Property, pensions deal big wealth hit to Britons born in 1980s

September 30, 2016 7:17 AM EDT

A new work by British artist Banksy, in the form of a billboard, adorns a wall near the Canary Wharf financial district in London December 22, 2011. REUTERS/Finbarr O'Reilly

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LONDON (Reuters) - Britons who are now in their early thirties have half the wealth that people born 10 years earlier enjoyed at the same age, due to a combination of surging property prices and less generous pension schemes, a report published on Friday showed.

People born in the early 1980s have a median net household wealth of 27,000 pounds ($35,000), about half the level that people born in the 1970s had at the same age, the report from the Institute of Fiscal Studies think tank said.

The 1980s generation was also the first post-war age group that did not start adulthood with incomes higher than the previous generation, because of a stagnation of working-age incomes over the past decade.

"Sharp falls in home-ownership rates and in access to generous company pension schemes, alongside historically low interest rates, will make it much harder for today's young adults to build up wealth in future than it was for previous generations," Andrew Hood, an IFS economist, said.

New British Prime Minister Theresa May has highlighted the difficulties young people face buying homes, something which has earned them the epithet 'Generation Rent'.

People born in the early 1980s had much lower home ownership rates in early adulthood than any other post-war age group, the IFS report showed.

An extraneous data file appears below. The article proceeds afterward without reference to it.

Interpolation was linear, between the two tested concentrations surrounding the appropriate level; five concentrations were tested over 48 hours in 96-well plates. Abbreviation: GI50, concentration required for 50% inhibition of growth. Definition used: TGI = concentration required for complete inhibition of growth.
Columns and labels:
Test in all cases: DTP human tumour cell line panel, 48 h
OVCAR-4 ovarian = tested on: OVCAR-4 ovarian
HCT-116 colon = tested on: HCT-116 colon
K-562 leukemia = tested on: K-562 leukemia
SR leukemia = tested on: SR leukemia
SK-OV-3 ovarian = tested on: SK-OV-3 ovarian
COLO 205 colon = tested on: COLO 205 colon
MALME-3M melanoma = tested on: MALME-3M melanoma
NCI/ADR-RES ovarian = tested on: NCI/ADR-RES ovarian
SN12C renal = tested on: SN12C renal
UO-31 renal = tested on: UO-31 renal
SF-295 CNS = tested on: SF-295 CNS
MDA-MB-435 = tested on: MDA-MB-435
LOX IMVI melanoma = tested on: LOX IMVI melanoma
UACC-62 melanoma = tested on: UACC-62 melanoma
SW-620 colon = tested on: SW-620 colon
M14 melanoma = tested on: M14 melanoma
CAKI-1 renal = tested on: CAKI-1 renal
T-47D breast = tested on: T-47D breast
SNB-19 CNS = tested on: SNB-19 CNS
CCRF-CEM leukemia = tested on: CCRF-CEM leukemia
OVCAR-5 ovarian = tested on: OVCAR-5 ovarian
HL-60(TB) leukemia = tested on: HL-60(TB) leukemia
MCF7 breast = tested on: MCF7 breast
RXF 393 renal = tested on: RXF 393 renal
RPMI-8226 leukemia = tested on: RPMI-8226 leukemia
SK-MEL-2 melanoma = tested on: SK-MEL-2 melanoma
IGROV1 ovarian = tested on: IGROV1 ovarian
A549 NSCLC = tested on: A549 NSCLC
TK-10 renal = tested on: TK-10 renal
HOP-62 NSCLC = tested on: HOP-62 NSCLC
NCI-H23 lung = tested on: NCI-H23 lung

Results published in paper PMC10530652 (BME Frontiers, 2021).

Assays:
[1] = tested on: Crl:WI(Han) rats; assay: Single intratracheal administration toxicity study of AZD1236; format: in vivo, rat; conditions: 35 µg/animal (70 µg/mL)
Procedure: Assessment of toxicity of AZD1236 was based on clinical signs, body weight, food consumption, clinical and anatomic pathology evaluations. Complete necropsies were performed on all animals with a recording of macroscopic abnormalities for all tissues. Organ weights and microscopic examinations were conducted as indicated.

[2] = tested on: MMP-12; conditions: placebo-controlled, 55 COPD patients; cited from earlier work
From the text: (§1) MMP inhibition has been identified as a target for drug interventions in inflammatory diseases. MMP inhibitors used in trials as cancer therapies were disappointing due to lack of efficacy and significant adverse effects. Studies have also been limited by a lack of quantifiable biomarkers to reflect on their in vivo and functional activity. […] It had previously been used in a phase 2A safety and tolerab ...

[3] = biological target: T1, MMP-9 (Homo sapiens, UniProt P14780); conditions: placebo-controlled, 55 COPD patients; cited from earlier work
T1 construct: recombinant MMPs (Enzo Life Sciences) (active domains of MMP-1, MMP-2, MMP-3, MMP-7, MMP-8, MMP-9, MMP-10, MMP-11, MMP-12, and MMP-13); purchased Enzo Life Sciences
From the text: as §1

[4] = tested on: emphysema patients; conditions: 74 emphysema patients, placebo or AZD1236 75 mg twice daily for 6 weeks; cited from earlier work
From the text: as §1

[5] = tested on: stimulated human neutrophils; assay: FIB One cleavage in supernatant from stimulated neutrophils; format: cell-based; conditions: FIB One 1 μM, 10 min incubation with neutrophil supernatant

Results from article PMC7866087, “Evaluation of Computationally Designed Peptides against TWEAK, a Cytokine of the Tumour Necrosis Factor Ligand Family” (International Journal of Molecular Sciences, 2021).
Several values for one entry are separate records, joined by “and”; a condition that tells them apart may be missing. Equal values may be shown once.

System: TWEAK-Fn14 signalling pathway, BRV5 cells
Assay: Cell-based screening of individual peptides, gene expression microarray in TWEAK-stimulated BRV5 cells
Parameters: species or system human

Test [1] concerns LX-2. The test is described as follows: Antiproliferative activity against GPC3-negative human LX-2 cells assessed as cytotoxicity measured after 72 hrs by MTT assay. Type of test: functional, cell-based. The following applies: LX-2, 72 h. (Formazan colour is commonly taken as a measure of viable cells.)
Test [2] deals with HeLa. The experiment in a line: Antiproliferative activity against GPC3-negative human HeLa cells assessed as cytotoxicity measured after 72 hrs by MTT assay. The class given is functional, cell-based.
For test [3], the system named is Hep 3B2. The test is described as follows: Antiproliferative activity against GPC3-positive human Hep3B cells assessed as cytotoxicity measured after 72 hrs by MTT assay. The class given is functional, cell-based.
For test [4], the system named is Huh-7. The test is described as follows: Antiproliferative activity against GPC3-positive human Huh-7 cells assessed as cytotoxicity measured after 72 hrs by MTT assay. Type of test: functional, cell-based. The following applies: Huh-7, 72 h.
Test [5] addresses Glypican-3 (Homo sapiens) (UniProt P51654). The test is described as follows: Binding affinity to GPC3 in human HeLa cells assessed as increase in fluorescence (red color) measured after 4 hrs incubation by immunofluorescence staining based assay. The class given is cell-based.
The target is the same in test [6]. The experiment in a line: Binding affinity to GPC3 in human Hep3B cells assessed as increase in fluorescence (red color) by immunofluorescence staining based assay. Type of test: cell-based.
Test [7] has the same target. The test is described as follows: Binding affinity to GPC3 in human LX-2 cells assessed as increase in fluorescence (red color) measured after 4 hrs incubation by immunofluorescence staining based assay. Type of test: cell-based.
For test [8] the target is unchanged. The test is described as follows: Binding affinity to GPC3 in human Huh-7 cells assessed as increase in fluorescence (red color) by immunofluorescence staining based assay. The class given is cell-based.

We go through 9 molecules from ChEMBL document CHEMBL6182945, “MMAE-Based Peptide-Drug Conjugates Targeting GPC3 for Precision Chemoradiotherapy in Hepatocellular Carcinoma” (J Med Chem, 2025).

Average house prices in London rose by 220 percent between August 1999 and August 2014, while average prices across England rose by 140 percent, housing charity Shelter has estimated.

Renters' housing costs were almost twice those of home owners, swallowing 28 percent of the income of renters aged 26 to 30, the IFS study found.

Earnings growth was the key determinant of future living standards, Hood said, something the government could improve through long-term investment to raise productivity.

Inflation-adjusted income for those aged 25 to 55 grew by only 2 percent in total between the financial years of 2004/05 and 2014/15, compared with growth of 26 percent in the 10 years to 2004/05, the IFS found.

Younger cohorts would also struggle to accumulate the pension wealth of their predecessors, especially compared to income, the report found, and would face greater uncertainty about future living standards.

Separately on Friday, another survey from investment company Scottish Friendly showed over half of British grandparents planned to save for their grandchildren, partly to help them on to the property ladder.

($1 = 0.7696 pounds)

(Reporting by Helen Reid; editing by William Schomberg and Mark Trevelyan)

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